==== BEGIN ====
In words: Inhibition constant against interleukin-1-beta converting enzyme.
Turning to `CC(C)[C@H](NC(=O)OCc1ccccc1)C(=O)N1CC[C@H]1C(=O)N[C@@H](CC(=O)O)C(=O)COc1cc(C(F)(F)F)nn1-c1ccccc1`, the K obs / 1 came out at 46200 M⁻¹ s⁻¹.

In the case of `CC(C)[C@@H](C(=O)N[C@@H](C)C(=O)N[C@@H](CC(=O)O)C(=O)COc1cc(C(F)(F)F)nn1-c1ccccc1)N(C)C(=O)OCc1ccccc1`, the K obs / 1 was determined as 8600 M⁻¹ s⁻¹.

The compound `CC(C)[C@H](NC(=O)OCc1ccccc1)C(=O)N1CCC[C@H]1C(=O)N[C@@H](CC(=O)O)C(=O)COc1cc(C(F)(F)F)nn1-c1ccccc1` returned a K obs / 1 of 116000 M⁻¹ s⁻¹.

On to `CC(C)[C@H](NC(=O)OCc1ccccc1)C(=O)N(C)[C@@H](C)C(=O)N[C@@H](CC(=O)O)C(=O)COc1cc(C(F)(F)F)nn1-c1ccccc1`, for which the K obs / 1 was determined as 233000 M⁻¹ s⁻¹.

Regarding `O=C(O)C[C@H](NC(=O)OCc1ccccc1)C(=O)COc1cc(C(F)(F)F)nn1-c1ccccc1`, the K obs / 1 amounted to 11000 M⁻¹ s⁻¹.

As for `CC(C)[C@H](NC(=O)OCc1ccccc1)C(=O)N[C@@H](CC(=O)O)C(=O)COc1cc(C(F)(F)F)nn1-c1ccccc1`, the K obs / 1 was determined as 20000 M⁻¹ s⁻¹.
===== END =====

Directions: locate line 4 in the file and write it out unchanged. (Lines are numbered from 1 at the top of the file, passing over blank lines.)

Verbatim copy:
The compound `CC(C)[C@H](NC(=O)OCc1ccccc1)C(=O)N1CCC[C@H]1C(=O)N[C@@H](CC(=O)O)C(=O)COc1cc(C(F)(F)F)nn1-c1ccccc1` returned a K obs / 1 of 116000 M⁻¹ s⁻¹.